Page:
Warning: If you are currently romantically attached and like it that way, you should probably avoid hanging out with me until the fall. Because lately it seems like everyone I know is breaking up. Nearly every time I pick up the phone there is someone on the other end with a similar version of one of these scenarios:
a. Boy dumps girl for some reason yet to be deduced.
b. Boy dumps girl for reason deemed bogus.
c. Girl dumps boy for someone else.
For those of you in recovery, when I was on the receiving end of disappointment, it was comforting to hear the following words from my best friend.
Emily: “Muns, I know you are really hurting right now and that this really sucks. But I have to say – this is really AWESOME for me! Now you can move to the city!”
I had to laugh. Nothing quite puts things into perspective than when your best friend breezes over the unfortunate event and just cuts the strings for you. So I guess the only reason for this post is to (hopefully) help others who may be going through a similar situation.
So, here’s what I’ve learned a few months out.
1. Join stuff. Like groups and clubs. Pretend you are seven again and become a member of the nearby soccer/kickball league. It’s more fun than when you were little and there is booze involved. Plus, some of the teams are coed …
2. Unfriend him/her. It sounds harsh, but stop stalking him/her via Facebook. And MySpace too. It’s just unhealthy. Besides, do you really want to see photos of him/her getting funky with some random fling at a bar?
3. Go on a road trip. Far away. Where you don’t have cell coverage. Camping is preferable. Pack a cooler, ditch the phone.
4. Stay busy. Don’t sit at home sorting through old photo albums wondering what happened to your life.
5. Don’t go on a bender. Aftwerwards you feel like sh*t, and that doesn’t help because you already felt like sh*t. And that makes you want to have another drink. So save the alcohol until you actually have something worthy to celebrate. Instead, go for a run. Your body will thank you.
6. Listen to your mother. Now, anyone who knows my mom will testify that she is the coolest lady in the world. I can recall being in high school and coming home from practice only to find my friends hanging out with mom in the kitchen asking her for advice. So when a lady of this caliber gets upset for you and doesn’t return the phone calls of your ex – you should probably take that as a hint and move on. Now.
I’ve also learned that you can’t always tell when you are over someone. Signs that you aren’t: You are still rehearsing a speech for the inevitable day you bump into him on the street. You open your email still hoping to see a message in your inbox from him. (Even though you swear you won’t open it.)
But say you are passed that.
A good sign that you are close to over him is when you discover a note in his handwriting buried in the jacket of one of your books. Your eyes skim over the details, but sure enough there it is. Written in all caps. A communication that was nothing more than an afterthought at the time that somehow never found its way to the trash. And now it is staring up at you. Gaging your reaction. Waiting.
But you don’t give a response. You just stare at the paper in your hands and find yourself nodding in agreement. This round you will concede. This round you were had. So you slowly tear the note into pieces and swear that you will be more prepared next time.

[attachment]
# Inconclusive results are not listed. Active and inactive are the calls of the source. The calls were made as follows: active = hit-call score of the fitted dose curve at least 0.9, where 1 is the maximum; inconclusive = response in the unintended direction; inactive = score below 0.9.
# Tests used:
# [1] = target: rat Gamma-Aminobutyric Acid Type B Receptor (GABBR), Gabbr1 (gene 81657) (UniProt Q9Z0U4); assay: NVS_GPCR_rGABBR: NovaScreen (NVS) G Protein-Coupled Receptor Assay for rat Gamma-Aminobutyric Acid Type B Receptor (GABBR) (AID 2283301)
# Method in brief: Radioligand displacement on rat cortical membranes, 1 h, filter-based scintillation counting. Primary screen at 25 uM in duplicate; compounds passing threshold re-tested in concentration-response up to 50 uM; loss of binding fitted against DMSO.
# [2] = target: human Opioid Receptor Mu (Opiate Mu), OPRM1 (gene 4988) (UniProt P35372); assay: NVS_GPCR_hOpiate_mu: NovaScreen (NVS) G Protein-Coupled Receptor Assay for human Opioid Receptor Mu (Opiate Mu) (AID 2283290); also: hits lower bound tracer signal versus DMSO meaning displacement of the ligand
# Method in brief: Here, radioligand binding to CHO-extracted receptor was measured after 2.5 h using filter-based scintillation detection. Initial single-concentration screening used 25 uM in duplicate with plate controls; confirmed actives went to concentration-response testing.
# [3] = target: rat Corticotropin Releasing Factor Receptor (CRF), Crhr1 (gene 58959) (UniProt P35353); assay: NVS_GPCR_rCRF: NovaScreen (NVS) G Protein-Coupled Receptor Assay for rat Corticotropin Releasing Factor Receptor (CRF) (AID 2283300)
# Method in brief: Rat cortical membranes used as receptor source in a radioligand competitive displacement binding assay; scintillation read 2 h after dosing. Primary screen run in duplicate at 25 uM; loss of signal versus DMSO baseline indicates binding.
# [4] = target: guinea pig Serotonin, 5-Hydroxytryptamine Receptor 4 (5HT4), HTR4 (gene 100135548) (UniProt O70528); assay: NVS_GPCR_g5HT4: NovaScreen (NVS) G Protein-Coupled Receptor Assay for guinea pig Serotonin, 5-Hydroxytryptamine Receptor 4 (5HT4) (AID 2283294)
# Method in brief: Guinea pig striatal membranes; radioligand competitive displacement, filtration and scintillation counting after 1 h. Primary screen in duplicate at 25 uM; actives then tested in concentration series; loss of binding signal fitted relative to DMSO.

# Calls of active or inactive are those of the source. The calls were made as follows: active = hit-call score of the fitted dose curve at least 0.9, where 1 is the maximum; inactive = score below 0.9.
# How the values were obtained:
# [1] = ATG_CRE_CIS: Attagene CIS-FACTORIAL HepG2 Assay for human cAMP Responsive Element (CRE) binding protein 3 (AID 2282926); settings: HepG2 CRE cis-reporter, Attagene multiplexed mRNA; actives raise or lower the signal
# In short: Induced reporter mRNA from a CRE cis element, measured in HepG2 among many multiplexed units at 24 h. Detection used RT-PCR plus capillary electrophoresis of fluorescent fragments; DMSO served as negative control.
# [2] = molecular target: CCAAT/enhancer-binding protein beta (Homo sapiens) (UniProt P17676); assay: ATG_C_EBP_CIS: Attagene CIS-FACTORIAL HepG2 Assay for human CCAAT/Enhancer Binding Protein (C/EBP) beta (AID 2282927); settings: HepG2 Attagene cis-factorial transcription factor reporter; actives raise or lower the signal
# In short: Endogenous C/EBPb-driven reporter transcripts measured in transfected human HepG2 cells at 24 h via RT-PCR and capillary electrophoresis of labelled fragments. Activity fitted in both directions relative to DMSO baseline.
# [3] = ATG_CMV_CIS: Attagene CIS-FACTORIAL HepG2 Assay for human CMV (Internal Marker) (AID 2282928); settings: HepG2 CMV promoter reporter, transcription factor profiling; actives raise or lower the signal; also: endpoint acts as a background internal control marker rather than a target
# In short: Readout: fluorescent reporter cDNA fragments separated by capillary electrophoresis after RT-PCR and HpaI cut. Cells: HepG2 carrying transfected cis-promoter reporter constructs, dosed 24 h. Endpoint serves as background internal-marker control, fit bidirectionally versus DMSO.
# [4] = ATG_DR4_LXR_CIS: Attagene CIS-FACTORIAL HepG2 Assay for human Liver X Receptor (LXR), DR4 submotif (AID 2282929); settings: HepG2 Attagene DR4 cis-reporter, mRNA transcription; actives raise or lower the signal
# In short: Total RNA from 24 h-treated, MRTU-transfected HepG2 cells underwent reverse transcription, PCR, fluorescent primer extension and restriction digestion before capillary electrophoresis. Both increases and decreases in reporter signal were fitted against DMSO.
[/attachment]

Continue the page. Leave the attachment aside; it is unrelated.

A minor setback, but I take comfort in knowing I am not alone in this process. I know there are things I left behind that he is only now unearthing. I know there is still junk mail arriving in scattered batches to the house and I wonder what it’s like for him to read my name on catalogs I’ll never see. I wonder what his reaction was when he first found my baseball mitts in the closet and Patty Griffin CD in his truck. I wonder if he is still pulling blond hairs from his sweaters.
However, sometimes it’s not the physical things we stumble over that do the most damage.
Just moments before I uncovered the note, I was going through some old papers when a giant spider crawled out from the stack and started racing across the coffee table. And that was it. I was done. I totally lost it and started screaming for my ex-exterminator.
Now it’s taken a few months, but I have gotten used to killing the small spiders. I recently graduated to eradicating the medium-sized ones. But this sucker was huge. This was definitely one I was not trained to handle. (It didn’t help that the night before I had done some reading up online of the Brown Recluse spider. For a good dose of nasty Google Image Brown Recluse spider bites.)
But determined not to ask my roommate for assistance, I tried swatting it [while yelling profanities I can’t repeat] with a magazine. I failed to get a direct hit.
Honestly, I am embarrassed that I couldn’t manage one good hit from less than a foot away. But somehow I did and now that little bastard is still crawling loose in my house. It’s probably waiting until I fall asleep tonight to come hunt me down.
Needless to say, I learned two things from this experience and maybe you will too.
1. There will be other emotional setbacks in the future. You just need to remain calm and not freak out when they arise.
2. Don’t be afraid to ask for help when things get difficult.
Dave came out of his room armed with his own weapon of choice (Maxim? GQ?) only to find that I had foiled the slaying. He asked why I didn’t just wait for him to do it. I realized then that I need to let other people help when things start to get scary, when all hell breaks loose, or simply when there is a gigantic spider crawling across the table. Because it’s easier. It’s nice having other people on your side. And because I really suck at killing spiders.